Impact of food aid on pastoralist livelihoods
The evidence brief “The impact of food assistance on pastoralist livelihoods in humanitarian crises” (2017, 7pp) is based on a full systematic review on the impact of in-kind food assistance on pastoralist livelihoods in emergency situations. Pastoralists rely on adaptation strategies that have historically allowed them to achieve high levels of productivity, manage the hazards and unpredictability of life in marginal areas and moderate the impacts of shocks. Despite the unique suitability of these strategies to their livelihoods, the food security of many pastoralists – especially in Africa – is increasingly under threat. Crises faced by pastoralists have increased in frequency and intensity in recent decades. Assistance for nutrition and food security has been the priority of most humanitarian interventions, which have usually involved direct provision of food to affected populations. Can such food aid address food security? Does it contribute to the erosion of pastoralist livelihoods? Does it lead to changes in mobility patterns? This synthesis is the first attempt to identify and evaluate existing evidence about both short- and long-term impacts of in-kind food assistance on pastoralist populations and their livelihoods in humanitarian crises. The evidence brief forms part of a series of humanitarian evidence syntheses and systematic reviews commissioned by the Humanitarian Evidence Programme of Oxfam GB and the Feinstein International Center of Tufts University. Much of the evidence for this study was drawn from the Horn and East Africa.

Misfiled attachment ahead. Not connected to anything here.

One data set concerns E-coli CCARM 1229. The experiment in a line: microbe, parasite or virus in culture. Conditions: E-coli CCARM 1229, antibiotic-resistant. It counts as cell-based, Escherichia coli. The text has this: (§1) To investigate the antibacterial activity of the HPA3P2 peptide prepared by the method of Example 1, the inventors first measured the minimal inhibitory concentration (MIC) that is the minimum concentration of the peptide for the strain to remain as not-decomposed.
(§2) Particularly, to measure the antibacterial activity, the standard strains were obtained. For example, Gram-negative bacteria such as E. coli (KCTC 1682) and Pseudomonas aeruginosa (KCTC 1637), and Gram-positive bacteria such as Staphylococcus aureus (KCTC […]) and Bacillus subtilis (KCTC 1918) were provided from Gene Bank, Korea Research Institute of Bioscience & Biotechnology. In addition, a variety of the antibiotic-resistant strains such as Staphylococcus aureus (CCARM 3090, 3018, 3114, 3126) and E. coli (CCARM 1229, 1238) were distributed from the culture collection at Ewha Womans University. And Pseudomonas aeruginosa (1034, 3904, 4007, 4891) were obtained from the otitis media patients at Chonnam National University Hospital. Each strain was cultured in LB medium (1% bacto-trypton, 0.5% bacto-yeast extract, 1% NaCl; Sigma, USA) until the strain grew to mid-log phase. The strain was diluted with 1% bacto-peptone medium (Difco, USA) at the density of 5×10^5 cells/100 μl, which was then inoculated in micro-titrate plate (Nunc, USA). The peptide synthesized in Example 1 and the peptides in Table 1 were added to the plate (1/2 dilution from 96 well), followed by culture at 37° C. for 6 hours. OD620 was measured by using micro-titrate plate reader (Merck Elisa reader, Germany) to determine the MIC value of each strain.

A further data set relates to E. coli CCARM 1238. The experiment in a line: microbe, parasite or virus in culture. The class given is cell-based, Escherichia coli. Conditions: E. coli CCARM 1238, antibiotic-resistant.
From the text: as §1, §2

Posted on 22 April 2017 in Pastoralist Livelihoods & Nutrition